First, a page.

We recently called the Olympus 17mm F1.2 Pro the best wide-angle Micro Four Thirds lens money can buy. That remains true, but at $1,200 it isn’t exactly a lens that just anyone is going to add to his or her kit. As you might expect with the word Pro literally in the name, it’s marketed to professional shooters who need the best and are willing to pay for it. Fortunately, there is an option for the more budget-conscious photographers out there: the new Sigma 16mm F1.4 DC DN Contemporary. With a price of just $449, it’s the fast wide-angle for the rest of us.
Sigma makes the lens in two different mirrorless mounts: Sony E and Micro Four Thirds (MFT). We tested the MFT version on two cameras, the Olympus OM-D E-M1 Mark II and the new Panasonic Lumix DC-G9, both of which use a similar 20-megapixel sensor. Fujifilm X shooters looking for a cheaper alternative to the XF 16mm f/1.4 R will be disappointed to learn that Sigma still does not produce lenses for the XF mount, sadly.
Design and specifications
From the brass mount to the rubberized focus ring, everything about the 16mm has a premium feel. Even the included lens hood, which has both a rubberized grip at the base and a knurled ring just above it, feels very well made. It’s nice to see this level of build quality and attention to detail in such a relatively affordable lens. Not that we’re surprised — this is exactly what we’ve come to expect from Sigma.
Despite being less than half the cost of the Olympus 17mm F1.2, the Sigma posts surprisingly similar specifications, including a weatherproof body, nine rounded aperture blades, and an even more complex optical design made up of 16 elements in 13 groups. The maximum f/1.4 aperture is a third of a stop shy of the Olympus, but is still very competitive with the rest of the field. In fact, the Sigma 16mm F1.4 is actually $50 cheaper than even the Olympus 17mm F1.8, at least with regard to MSRP, although the latter is considerably more compact and portable.
From the brass mount to the rubberized focus ring, everything about the 16mm has a premium feel.
Part of the 16mm’s larger size is due to the fact that it is technically an APS-C lens, designed to cover the larger frame of Sony’s E-mount mirrorless cameras, like the A6500. On Micro Four Thirds, that means you end up with slightly more bulk than you need.
At 14.3 ounces, it is less than one ounce heavier than the Olympus 17mm F1.2, however, and is well matched to larger MFT bodies like the E-M1 II and G9.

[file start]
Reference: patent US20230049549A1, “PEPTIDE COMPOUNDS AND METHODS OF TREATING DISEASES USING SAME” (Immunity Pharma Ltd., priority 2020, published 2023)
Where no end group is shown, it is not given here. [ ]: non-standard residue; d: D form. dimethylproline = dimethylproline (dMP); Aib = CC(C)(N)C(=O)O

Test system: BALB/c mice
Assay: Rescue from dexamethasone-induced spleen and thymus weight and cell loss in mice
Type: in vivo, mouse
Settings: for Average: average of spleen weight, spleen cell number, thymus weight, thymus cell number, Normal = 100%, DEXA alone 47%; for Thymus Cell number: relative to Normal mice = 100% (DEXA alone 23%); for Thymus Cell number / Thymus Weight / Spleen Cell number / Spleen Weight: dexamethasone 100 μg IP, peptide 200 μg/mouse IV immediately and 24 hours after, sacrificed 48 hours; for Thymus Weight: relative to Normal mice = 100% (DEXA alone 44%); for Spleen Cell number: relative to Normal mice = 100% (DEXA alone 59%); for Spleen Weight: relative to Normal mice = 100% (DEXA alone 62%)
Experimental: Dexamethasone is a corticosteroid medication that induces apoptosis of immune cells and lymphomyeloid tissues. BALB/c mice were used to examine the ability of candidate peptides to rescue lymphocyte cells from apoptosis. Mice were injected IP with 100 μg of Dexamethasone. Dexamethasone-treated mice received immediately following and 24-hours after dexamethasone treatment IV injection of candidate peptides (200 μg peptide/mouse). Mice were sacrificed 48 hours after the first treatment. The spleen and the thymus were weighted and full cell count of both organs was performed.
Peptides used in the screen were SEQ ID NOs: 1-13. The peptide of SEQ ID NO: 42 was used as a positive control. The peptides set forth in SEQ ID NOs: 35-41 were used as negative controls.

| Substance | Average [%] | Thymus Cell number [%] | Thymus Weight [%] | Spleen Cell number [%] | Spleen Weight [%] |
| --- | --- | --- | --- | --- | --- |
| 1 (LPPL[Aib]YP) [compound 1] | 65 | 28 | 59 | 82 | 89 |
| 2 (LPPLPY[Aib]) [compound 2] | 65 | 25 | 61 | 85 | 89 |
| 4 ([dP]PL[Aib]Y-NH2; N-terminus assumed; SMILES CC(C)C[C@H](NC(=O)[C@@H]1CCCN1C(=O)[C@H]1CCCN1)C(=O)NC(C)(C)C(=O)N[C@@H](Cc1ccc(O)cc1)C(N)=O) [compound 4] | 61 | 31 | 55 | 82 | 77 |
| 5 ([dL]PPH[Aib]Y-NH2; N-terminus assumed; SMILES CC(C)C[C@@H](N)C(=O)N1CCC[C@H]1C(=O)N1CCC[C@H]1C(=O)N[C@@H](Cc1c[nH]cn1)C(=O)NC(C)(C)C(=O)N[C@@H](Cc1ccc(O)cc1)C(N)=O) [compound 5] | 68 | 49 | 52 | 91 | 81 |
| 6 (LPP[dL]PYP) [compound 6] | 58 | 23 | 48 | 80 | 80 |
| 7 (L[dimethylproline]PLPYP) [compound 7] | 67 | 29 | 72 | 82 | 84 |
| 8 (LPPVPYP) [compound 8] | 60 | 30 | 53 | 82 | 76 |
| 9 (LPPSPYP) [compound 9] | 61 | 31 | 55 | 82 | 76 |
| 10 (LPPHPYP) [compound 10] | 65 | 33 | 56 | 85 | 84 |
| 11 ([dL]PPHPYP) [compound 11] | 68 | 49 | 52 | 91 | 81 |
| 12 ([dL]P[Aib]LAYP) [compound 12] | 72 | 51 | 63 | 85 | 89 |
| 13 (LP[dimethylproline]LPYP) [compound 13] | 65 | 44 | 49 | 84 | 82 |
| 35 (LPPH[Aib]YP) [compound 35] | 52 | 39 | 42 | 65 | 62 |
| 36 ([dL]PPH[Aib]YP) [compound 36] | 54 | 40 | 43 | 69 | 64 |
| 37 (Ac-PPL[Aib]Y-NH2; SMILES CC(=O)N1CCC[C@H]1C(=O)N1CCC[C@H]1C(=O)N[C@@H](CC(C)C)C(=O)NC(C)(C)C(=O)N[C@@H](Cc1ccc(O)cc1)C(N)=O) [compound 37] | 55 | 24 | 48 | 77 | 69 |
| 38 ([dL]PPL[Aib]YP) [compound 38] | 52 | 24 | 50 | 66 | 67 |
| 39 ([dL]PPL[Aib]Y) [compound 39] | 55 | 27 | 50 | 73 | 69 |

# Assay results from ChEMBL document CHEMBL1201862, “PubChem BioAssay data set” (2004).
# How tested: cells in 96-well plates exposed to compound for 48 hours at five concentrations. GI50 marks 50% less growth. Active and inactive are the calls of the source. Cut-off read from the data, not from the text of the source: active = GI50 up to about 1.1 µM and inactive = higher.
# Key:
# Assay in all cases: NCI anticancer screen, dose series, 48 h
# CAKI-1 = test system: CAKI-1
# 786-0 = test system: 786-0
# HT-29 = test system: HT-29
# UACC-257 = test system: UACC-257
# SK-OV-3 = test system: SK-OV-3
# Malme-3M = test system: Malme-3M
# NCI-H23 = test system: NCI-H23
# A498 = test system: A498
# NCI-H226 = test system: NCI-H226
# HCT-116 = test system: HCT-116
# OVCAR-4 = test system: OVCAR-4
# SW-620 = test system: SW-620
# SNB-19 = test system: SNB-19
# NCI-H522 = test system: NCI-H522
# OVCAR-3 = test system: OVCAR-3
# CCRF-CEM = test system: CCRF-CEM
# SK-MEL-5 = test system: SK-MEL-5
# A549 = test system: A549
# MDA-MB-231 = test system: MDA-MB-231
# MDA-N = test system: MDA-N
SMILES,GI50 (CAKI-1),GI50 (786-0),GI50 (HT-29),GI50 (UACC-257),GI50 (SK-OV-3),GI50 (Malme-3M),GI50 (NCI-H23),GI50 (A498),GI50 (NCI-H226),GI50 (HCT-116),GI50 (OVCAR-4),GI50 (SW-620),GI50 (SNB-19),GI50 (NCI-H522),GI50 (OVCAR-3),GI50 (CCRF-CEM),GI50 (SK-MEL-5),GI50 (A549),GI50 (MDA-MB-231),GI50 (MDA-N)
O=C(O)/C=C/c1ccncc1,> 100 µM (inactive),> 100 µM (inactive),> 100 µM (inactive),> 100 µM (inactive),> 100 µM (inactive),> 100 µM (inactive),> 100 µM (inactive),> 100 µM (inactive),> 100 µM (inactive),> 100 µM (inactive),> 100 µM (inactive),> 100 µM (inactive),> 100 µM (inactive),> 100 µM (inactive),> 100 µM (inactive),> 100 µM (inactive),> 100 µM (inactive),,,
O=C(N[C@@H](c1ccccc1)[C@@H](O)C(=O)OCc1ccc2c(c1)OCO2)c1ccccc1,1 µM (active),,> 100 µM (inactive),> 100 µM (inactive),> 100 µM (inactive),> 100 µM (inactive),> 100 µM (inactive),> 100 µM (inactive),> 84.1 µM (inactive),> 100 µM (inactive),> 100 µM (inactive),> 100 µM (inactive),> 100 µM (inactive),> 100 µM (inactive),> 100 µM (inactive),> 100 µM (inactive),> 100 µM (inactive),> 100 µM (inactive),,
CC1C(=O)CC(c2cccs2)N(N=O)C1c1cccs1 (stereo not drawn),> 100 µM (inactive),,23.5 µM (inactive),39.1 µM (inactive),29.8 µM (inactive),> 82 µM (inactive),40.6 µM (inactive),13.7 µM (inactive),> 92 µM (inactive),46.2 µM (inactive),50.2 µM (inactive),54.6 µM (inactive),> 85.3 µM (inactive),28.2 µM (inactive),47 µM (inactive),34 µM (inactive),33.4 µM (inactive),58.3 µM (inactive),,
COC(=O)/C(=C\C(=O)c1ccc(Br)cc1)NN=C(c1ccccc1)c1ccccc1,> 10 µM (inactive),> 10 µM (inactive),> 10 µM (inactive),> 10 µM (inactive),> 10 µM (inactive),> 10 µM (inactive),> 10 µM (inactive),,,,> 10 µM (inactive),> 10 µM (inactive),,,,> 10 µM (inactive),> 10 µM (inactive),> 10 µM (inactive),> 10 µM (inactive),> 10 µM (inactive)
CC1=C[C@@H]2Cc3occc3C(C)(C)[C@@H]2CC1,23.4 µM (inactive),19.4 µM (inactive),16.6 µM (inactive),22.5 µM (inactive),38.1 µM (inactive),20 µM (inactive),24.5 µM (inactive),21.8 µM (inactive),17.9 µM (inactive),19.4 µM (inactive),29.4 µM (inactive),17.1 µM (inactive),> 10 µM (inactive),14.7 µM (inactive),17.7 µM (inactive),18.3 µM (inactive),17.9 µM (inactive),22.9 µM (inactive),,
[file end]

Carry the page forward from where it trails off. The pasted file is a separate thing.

Other than the different mounts, both versions of the lens are physically identical, but they will perform slightly differently on each format. The MFT crop factor of 2x gives the lens a full-frame equivalent focal length of 32mm. The Sony version yields a wider 24mm equivalent focal length thanks to the lesser 1.5x crop factor of the APS-C format. On MFT, it’s a capable street photography length and a good all-purpose, walk around lens. On a Sony, the wider field of view makes it a bit better suited for landscapes. Both versions should perform well for environmental portraiture, where being able to achieve a shallow depth of field while including information about your subject’s surroundings is important.
Image quality and performance
While the 16mm f/1.4 is a member of Sigma’s lower-cost Contemporary line, the company claims image quality rivals that of the higher-end Art series. We have been very impressed with Sigma’s Art lenses, which offer unbeatable value on full-frame cameras, so this is not a claim to be taken lightly. Our expectations of the 16mm were still a bit more reserved, but our experience with it was mostly positive.
Wide open at f/1.4, the lens provides a depth of field that is shallow enough to blur away backgrounds and help make subjects pop. The nine rounded aperture blades produce smooth, natural bokeh even when stopped down (and yield nice, 18-point starbursts at f/16). Subjectively, we have little to complain about. It’s not quite as impressive as Olympus’ feathered bokeh look on the 17mm F1.2 Pro, but it still looks really nice.
Objectively, however, the Sigma leaves some room for improvement. Chromatic aberration, in the form of purple and cyan fringing, is strong at f/1.4, particularly when trying to capture fine details against a bright background, such as tree branches against the sky. While you may not see this on your camera’s LCD screen, it is quite noticeable when you look at the images on a computer, even without viewing them at 100 percent. Fortunately, stopping down to f/2 greatly reduces the amount of chromatic aberration, and it is all but gone by f/2.8. However, this does limit the usefulness of the lens at its maximum aperture for certain subjects and scenes.